"In March when COVID hit, he had a really hard time understanding the restrictions and I felt like he really declined at that point because he was constantly being told you can’t do this, you can’t do that, you can’t go there…"
By August it was clear that he could no longer be left alone.
Linda and Herb chose self-family managed care, which allowed them to choose caregivers for week-days when Linda works. She selected men who shared interests with Herb, including golfing and ice fishing.
"I want my husband to have quality of life," she said. "So now he jokingly tells people he has a chauffeur and a chef."
The journey with dementia is mostly a story of abilities and memories fading, but there are moments to remember as well. Linda speaks glowingly of what she calls her "Christmas miracle" which took place on Dec. 26.
"Every now and then a person with Alzheimer’s or dementia has a moment or a window of real clarity," she explained. "He talked non-stop for over an hour and told me that he knew what was happening to him, that he thought he would have way more time, that it was going very fast. He talked about what his wishes were for himself, for me and our sons. He answered questions that I had never verbalized to anybody."
That window has never reappeared in the same way, but Linda said there are lighter moments.
"We laugh a lot, we find the humour in some of the things that happen," she said. "We talk about gratitudes every day, we don’t try to feel sorry for ourselves. We talk about all the adventures we had in our lives."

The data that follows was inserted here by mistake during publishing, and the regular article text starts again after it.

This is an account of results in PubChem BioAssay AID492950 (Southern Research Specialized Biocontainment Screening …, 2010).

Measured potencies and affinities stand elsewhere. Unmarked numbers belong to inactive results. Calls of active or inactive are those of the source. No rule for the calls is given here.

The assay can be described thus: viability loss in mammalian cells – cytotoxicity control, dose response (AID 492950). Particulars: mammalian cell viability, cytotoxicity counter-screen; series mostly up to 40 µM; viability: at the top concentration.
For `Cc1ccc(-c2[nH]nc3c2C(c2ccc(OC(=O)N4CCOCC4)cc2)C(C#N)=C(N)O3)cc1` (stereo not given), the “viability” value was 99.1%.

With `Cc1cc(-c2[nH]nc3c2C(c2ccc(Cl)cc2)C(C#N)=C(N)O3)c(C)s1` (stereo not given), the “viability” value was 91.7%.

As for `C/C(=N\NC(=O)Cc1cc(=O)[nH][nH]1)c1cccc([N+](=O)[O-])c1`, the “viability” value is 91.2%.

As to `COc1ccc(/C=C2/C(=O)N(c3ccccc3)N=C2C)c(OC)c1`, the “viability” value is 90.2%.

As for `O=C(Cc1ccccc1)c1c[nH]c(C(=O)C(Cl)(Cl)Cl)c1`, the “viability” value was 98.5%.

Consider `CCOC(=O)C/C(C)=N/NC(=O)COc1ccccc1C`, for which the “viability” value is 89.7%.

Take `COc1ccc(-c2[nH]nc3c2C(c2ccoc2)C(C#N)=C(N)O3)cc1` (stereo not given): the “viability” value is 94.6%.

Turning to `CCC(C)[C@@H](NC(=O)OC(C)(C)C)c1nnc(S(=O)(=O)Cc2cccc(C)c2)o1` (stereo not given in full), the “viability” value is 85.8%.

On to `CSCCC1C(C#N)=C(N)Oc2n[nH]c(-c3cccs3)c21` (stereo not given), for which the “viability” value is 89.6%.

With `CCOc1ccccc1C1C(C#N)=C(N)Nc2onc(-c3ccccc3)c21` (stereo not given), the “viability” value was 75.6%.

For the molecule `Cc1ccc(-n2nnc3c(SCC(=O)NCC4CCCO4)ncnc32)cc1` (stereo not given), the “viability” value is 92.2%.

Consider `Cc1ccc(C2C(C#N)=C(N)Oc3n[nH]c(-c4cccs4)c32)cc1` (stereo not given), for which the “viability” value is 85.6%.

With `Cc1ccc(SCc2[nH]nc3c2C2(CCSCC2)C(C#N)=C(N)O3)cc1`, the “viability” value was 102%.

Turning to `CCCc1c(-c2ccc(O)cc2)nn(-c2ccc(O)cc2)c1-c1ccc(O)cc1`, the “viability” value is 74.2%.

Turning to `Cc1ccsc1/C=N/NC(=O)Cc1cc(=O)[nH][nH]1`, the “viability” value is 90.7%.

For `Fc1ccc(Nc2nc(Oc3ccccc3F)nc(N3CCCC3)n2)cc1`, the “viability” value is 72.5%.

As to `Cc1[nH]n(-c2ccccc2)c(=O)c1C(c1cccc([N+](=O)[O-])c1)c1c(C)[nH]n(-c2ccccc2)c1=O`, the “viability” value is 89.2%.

Linda said she had asked Herb if he was happy they had so many adventures throughout their marriage, instead of waiting for retirement. He couldn’t recall those adventures so she shared with him the time he went white water rafting in Costa Rica, or his time on a river in Colombia in a hollowed out log.
There will be tough days in the future for the couple. With the wait list for personal care homes at about two years in Steinbach, Herb has been paneled. The decision, made by the doctor, was not an easy one.
"It’s just an awful feeling when you do start to make plans for the future that (Herb and I) aren’t going to be together," she said.
There’s been many tough decisions and life changes made up to this point.
"It seems like every time I get to the stage of hiring people or making a change the strength is just there, and I think it’s the prayers of a lot of people," she said.
She had advice for others who may be unsure of how to respond to people with dementia.
"Don’t be scared of it," she said. "The person is still there, and even though there’s going to be times that a situation might be awkward, they need interaction. Don’t shy away from someone because they have the illness."
She also encourages people to access resources and support groups, giving credit to the Alzheimer’s Society, support groups, caregivers, friends and family for helping along the way.
"We are thankful for all the encouragement and support along this journey," she said.